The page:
How to Recover From Negative Feedback

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How do you pronounce these words: “sixth”, “preface” and “scarcity”?

If you’ve pronounced them correctly, bravo! If you didn’t, neither did I (when I first decided to use these words in my class)! After Amnah corrected me, I became more aware of these words.

Lesson learnt! (You can also learn the correct pronunciation of these words in this episode of the My English Matters podcast.)

Getting feedback can be painful, embarrassing and a blow to your ego. Nobody looks forward to receiving negative ones, so in today’s lesson, I share ways for you to develop a thicker skin — or as I describe it, wear a coat or an armour. 

This is also Aisya’s debut as a podcaster. She offers her views and asks me great questions, such as:

  • What are my methods for recovering from negative feedback?
  • What feedback did I learn from the most?
  • Have I ever received feedback that was untrue, weird, or funny? 


Listen to the episode here.

You can also listen to this session on SpotifyApple Podcasts or Google Podcasts.

Some of the things that stuck with me included Aisya’s story about a man named Damien Echols, who at the age of 18 years was put on death row (or sentenced to death) for a crime he did not commit.

He was eventually released 18 years later in 2011 due to new DNA evidence, but to this day, Echols (who is now a writer) still deals with  negative criticism from people who refuse to believe that he is innocent.

On dealing with these “haters”, Echols reminds us that there will always be people who will want to criticise us, and if we put too much energy into trying to justify ourselves to them, we allow them to control us.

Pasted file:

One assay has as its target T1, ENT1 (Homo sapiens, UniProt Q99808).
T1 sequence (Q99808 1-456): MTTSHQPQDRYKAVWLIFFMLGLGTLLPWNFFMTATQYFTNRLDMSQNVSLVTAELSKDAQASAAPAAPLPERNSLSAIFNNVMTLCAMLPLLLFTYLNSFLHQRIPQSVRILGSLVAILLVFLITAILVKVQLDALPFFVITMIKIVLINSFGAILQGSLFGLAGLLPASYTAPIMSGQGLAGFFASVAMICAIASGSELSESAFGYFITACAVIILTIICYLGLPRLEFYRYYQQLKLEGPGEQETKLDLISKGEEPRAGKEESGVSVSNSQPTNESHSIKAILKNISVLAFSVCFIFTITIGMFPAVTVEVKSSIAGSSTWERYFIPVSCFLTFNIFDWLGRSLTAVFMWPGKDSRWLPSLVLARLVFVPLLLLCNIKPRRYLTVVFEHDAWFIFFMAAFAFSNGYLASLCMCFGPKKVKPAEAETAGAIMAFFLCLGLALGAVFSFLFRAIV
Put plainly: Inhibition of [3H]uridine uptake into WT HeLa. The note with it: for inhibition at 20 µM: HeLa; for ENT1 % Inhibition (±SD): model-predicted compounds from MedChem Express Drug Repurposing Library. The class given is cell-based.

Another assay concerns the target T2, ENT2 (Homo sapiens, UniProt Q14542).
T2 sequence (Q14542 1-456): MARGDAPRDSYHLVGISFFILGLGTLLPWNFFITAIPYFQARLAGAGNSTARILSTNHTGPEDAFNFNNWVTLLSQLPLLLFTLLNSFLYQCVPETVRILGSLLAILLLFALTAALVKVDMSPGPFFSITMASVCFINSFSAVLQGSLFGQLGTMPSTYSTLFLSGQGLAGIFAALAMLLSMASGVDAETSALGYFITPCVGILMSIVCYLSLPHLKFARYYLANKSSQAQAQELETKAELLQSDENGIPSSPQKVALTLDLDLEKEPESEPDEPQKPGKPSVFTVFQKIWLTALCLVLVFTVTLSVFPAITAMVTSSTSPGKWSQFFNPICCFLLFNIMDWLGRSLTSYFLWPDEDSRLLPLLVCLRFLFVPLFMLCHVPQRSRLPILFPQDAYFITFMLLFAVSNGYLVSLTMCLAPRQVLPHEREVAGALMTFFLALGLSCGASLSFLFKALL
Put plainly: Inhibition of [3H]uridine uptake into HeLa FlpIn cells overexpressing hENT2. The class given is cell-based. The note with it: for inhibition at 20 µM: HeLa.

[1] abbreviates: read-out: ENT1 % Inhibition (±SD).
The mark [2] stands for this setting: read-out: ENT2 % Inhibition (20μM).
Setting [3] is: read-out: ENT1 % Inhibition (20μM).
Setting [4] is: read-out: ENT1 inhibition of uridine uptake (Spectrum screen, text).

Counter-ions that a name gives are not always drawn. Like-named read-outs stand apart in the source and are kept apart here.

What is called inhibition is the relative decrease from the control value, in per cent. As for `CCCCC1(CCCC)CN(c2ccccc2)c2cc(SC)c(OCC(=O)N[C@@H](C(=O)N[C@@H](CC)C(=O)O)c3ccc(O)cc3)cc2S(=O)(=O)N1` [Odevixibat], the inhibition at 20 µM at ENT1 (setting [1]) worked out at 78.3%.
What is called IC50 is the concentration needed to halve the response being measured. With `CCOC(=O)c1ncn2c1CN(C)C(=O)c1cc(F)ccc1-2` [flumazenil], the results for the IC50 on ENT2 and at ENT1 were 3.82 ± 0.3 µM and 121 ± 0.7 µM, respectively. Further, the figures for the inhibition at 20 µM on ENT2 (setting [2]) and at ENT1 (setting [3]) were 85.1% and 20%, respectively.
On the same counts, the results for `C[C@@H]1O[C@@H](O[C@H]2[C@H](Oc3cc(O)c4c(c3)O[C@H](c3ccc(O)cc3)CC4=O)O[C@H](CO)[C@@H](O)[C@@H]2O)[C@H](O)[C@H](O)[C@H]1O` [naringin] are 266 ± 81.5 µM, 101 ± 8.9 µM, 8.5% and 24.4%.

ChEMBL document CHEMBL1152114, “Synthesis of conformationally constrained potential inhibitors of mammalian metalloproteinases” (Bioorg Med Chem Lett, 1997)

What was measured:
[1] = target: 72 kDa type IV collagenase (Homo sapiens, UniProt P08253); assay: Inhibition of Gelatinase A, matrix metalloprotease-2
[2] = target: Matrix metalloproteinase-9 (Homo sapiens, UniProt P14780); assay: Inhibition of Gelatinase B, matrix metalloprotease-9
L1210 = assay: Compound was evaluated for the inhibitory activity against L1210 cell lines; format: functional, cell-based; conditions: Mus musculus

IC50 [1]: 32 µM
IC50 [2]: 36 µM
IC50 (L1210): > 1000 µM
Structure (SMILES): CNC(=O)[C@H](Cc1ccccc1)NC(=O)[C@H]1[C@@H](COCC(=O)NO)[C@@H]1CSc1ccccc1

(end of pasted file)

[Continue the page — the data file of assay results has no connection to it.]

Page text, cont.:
He says instead of allowing them to hold us back, we must keep moving forward to fulfil our destiny and serve our purpose.

This is a fun conversation as you will also hear lessons learnt from my time as a television subtitlist and lecturer, and some more embarrassing stories. This includes a time I gave feedback about my friend’s chicken soup!

Take note of  words and expressions I included such as “unsolicited advice”, “carelessness”, “shrug it off”, “go with your gut”, and “scrap the idea”. 

Listen to this episode on your commute or whilst cooking and tell us what you think!

And no matter what, keep doing work of the highest quality and be prepared to get praises and criticisms.

Whatever the reaction, do the work and keep improving!

Do you want to speak English with confidence?

Sign up to join our free video training, Speaking with Confidence. We’ll send you seven tips to your email address!

Here’s Tip 1 for a sneak peek of what’s in store for you.

Hi there!

We’re Azimah, Amnah and Aisya from Malaysia. We created My English Matters as an online platform to help people improve their English.

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